Troy Balderson on election night.
Photo: AP

Every vote really does count in the Ohio special election between Democrat Danny O’Connor and Republican Troy Balderson, which has yet to be called since yesterday’s election. While the country waits for the absentee and provisional ballots to be added to the total, O’Connor just snagged a few extra votes, narrowing the already razor-thin margin.

The new votes in Franklin County came from one voting location, according to the Franklin County Board of Elections.

Balderson—and President Trump—declared victory in last night’s race, but other say it’s still too close to call. With these new votes, the gap between the two candidates is down to 1,564.

On one level, it doesn’t really matter who wins. Whoever gets in will have to run again immediately in November’s regular election. And though Balderson may win the race, it’s still a loss for the Republicans, who would usually sweep Ohio’s 12th district.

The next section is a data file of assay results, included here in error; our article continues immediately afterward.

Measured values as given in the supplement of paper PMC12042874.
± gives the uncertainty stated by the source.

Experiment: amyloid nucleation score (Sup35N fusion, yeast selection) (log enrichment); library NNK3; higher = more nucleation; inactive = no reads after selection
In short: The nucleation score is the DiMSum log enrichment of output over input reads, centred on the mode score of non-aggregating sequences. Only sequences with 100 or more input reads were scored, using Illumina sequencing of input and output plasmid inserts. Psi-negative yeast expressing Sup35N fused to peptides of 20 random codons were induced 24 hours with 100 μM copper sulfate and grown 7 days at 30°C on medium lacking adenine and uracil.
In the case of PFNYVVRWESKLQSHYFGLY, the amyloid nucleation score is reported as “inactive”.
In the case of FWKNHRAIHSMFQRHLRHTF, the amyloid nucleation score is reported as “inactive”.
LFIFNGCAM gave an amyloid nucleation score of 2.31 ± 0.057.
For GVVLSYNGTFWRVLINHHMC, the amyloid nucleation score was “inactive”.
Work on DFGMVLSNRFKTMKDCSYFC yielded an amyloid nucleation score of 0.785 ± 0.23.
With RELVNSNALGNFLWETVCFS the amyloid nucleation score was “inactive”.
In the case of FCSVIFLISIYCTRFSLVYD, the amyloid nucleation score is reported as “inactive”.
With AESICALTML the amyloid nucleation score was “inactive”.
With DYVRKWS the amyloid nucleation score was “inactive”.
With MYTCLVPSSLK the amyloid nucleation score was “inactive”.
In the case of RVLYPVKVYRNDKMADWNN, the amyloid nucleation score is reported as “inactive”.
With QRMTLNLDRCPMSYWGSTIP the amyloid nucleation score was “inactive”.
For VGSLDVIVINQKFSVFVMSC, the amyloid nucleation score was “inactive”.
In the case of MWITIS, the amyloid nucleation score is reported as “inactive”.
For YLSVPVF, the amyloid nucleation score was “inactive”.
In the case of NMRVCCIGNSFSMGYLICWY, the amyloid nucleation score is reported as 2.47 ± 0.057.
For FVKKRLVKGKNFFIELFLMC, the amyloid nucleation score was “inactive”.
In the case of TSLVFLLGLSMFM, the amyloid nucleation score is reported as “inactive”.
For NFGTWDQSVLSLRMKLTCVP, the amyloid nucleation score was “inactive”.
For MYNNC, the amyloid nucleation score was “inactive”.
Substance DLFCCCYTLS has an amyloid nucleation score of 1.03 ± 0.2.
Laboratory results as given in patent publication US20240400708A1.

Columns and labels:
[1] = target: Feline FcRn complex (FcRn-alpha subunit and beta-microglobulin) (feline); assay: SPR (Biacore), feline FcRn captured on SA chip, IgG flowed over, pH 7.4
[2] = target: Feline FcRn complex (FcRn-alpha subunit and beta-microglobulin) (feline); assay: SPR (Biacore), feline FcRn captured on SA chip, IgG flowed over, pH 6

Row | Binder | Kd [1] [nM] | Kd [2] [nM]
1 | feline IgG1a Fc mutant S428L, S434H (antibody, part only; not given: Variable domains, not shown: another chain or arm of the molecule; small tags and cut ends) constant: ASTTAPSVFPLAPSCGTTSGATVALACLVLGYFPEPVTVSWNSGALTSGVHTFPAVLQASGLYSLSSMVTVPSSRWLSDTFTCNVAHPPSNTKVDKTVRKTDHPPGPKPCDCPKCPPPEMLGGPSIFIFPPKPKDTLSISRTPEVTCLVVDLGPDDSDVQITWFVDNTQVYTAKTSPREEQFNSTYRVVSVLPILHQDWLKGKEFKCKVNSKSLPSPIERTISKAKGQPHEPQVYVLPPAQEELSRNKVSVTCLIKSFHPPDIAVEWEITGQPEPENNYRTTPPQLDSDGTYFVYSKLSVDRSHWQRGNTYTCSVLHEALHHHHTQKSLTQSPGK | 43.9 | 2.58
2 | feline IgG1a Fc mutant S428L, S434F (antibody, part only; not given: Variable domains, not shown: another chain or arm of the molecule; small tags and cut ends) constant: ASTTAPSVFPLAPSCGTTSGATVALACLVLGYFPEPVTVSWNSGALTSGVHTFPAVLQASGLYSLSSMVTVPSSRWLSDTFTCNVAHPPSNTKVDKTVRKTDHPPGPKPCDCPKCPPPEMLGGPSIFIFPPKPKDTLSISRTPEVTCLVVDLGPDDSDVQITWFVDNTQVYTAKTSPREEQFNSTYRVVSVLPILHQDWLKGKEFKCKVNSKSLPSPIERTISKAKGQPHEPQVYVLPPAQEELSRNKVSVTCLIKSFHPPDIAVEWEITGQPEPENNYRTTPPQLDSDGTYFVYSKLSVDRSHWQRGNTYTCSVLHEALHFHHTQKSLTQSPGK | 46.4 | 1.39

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Ohio Governor John Kasich said earlier that the results were a rebuke to Republicans.

“This district is so Republican, there should never even have been an election here. And it was so close and — in one of the counties that’s so solidly Republican — where a Republican would normally win by 70 percent, it broke basically 50-50,” he told CBS News. “So, some Republicans sat at home, but what I think happened, and we don’t have all the numbers yet, I think you will find a lot of Republican women who not only didn’t sit at home, but a significant percentage, or some percentage of them voted for the Democrat.”